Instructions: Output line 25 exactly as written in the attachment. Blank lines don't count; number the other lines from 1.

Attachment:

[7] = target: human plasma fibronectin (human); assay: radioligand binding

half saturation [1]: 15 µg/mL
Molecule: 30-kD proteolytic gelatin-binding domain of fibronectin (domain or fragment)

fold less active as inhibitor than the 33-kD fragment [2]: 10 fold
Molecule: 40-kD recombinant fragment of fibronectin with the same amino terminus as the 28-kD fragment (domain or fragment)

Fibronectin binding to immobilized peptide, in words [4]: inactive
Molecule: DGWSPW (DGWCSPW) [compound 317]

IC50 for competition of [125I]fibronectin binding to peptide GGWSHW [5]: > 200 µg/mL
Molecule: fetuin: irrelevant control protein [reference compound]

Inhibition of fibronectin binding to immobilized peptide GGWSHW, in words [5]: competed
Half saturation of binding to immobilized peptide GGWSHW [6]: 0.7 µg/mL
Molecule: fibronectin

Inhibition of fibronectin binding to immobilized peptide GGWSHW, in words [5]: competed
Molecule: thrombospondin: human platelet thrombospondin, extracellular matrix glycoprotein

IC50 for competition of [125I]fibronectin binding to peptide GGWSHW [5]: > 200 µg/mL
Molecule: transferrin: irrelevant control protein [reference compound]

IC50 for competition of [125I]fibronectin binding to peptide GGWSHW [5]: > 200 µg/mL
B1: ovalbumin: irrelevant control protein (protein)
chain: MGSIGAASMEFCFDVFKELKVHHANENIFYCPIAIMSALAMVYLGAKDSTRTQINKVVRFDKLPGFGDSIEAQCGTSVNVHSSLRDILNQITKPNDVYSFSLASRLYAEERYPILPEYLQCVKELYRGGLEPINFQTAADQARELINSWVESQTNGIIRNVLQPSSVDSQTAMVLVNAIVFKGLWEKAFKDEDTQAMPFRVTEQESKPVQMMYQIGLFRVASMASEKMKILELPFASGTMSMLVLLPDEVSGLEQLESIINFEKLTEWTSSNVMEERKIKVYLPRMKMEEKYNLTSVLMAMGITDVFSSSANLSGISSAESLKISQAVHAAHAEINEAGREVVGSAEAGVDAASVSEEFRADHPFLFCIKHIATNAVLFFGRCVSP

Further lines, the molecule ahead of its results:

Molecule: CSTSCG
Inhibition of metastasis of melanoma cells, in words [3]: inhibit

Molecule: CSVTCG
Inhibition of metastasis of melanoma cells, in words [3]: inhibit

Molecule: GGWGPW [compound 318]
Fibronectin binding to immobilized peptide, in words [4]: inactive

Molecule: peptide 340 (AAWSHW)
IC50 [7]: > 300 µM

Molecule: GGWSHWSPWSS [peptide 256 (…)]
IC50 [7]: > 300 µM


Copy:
Molecule: GGWGPW [compound 318]